- Top economist at Commerzbank warns of “even worse” than expected Brexit impact on UK economy.
- Expects that the economy will be largely “unexciting” in 2017 and 2018, but could suffer from Brexit output loss.
- Loss of output compared to if Britain had stayed in the EU to be more than 2% by end of 2018.
- A boost in exports, frequently cited by Brexit campaigners, is unlikely to materialise.
LONDON — The economic slowdown caused by Britain’s vote to leave the European Union could be even worse than expected, said Peter Dixon, the chief UK economist at Germany’s second largest lender, Commerzbank.
Speaking to Business Insider, Dixon said that while he expects the British economy to be pretty “boring” in the next couple of years, growth is going to be lower than it would have been had Britain voted to stay in the EU.
“It [the outlook] is solid, but if you look at it in a slightly bigger picture view, you’d say well, OK, it is significantly lower than we probably would have had were Brexit not happening. In that sense, I think there is a loss of output happening now,” Dixon said.
“By the end of next year, the loss of the output will be something in the order of 2% compared to what we would have had on our pre-Brexit forecast.”
Growth in the UK is expected to run at around 1.5% or 1.6% in 2017, according to Commerzbank’s forecasts, while the Bank of England projects growth of 1.7%. Growth in the first two quarters of the year has been slow, with GDP climbing 0.2% in the first quarter, and 0.3% in the second quarter.
Risks to the downside
“The risk is that it turns out even worse than that,” Dixon said.
“To me the risks are on the downside, because domestically we have a very low household savings rate, we have high inflation, and we have a central bank which is concerned about ongoing credit growth.
“They are not a set of circumstances which are particularly conducive to continued robust consumption. That’s the first thing to keep an eye on,” he said.
Brits are currently saving less than at any point in more than 50 years, with just 1.7% of incomes being put aside for a rainy day in the first quarter of 2017, lower than at any point since comparable records began in 1963.
This is worrying because, if the savings rate is falling because of rising prices and flat wage growth, it suggests Brits have little headroom to absorb further price rises. This could mean that Brits cut back on their spending.
Any spending slowdown would be disastrous for the economy, as it is consumer spending that has largely held up GDP growth since last year’s Brexit vote.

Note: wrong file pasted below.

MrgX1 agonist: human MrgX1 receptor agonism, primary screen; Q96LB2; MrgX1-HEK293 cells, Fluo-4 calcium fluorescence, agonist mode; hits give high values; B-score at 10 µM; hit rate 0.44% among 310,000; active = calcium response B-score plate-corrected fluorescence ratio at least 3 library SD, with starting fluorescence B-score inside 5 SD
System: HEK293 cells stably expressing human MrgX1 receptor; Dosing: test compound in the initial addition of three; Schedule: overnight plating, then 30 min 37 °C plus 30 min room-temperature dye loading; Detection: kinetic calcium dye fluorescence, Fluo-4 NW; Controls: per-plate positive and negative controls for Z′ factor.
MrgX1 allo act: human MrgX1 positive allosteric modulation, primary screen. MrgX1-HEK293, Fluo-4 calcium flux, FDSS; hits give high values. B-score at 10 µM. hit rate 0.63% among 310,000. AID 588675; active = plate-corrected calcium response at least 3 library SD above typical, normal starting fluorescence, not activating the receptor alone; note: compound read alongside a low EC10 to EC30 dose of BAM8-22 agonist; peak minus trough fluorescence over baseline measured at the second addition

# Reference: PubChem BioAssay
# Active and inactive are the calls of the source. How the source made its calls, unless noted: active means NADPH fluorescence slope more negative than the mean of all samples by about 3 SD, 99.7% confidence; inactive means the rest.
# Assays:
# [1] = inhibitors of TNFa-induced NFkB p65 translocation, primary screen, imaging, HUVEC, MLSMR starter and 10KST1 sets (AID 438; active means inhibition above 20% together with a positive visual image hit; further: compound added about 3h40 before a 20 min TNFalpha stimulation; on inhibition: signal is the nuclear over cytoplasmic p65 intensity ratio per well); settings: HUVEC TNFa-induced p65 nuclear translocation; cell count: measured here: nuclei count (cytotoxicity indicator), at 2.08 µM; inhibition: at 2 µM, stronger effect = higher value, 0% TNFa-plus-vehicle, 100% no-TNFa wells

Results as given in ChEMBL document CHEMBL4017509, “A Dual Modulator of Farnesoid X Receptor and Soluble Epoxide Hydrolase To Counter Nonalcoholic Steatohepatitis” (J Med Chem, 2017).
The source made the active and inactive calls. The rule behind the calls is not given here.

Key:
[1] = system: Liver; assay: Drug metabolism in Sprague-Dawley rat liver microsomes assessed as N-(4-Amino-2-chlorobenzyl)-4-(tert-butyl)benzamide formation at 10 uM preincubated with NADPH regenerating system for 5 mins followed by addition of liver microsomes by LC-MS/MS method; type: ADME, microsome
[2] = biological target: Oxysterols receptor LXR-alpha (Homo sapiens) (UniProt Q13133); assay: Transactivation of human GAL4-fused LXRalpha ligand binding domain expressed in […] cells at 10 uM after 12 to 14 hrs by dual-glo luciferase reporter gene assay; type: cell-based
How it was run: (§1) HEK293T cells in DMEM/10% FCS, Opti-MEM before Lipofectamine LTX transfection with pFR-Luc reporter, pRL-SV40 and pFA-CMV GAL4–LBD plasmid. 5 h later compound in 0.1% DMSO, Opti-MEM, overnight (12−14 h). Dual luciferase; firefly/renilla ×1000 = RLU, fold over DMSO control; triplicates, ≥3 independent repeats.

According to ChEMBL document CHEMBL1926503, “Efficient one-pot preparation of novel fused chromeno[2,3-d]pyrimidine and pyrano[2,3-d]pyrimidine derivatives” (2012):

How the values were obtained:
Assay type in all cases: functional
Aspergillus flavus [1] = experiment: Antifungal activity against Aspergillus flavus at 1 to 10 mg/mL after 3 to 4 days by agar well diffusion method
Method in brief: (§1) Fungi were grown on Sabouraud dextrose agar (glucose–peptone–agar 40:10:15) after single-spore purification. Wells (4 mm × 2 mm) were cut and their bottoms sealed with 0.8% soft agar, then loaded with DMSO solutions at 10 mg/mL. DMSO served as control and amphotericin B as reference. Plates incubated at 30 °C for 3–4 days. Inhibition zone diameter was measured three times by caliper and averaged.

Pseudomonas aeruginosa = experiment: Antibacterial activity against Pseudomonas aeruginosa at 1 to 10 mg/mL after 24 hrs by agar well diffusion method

Rising debt is also seen as a major issue in the UK right now, with Alex Brazier, the Bank of England’s executive director of financial stability strategy and risk warning in July that expanding debt could lead to a so-called “spiral of complacency” taking hold in the UK.
He noted that outstanding car loans, credit card balance transfers and personal loans have all increased by more than 10%. Over the same period, household incomes have only risen by 1.5%, Brazier added.
“Household debt — like most things that are good in moderation — can be dangerous in excess. Dangerous to borrowers, lenders and, most importantly from our perspective, everyone else in the economy,” Brazier told the University of Liverpool’s Institute for Risk and Uncertainty.
Investment will suffer
Dixon told BI that not only could consumption provide a risk to the downside, but so to could outward investment into the UK, particularly in the financial services sector.
“Companies are beginning to think about they’re going to do in 12-18 months time. Banks certainly are, we’ve seen a lot of the banks think about the need possibly to set up offices in the EU,” he said.
“That’s just sort of the thin end of a wedge which other companies will have to think about as well.”
Banks from across the world are currently assessing their options when it comes to Britain’s impending exit from the European Union. Most lenders from Japan and the USA currently have their European bases in London, but are expected to shift those operations to continental Europe to maintain an EU presence after Brexit.
Britain is expected to lose financial passporting rights, which allow banks with a base in the UK to sell products and services to customers and financial markets across the EU, after Brexit.
Numerous lenders, including Citigroup and the majority of Japan’s larger banks, have already confirmed plans to move staff out of London as a result.
Companies in other sectors are beginning to make similar moves, with Quartz reporting earlier in August that cosmetics company Lush is planning on shifting some of its operations to a rapidly growing factory in the German city of Dusseldorf.
“What we’ve got is slowing investment, slowing consumption, a government which doesn’t seem desperately keen to open the taps, and all that says is that you have a fairly moderate domestic growth outlook,” said Dixon.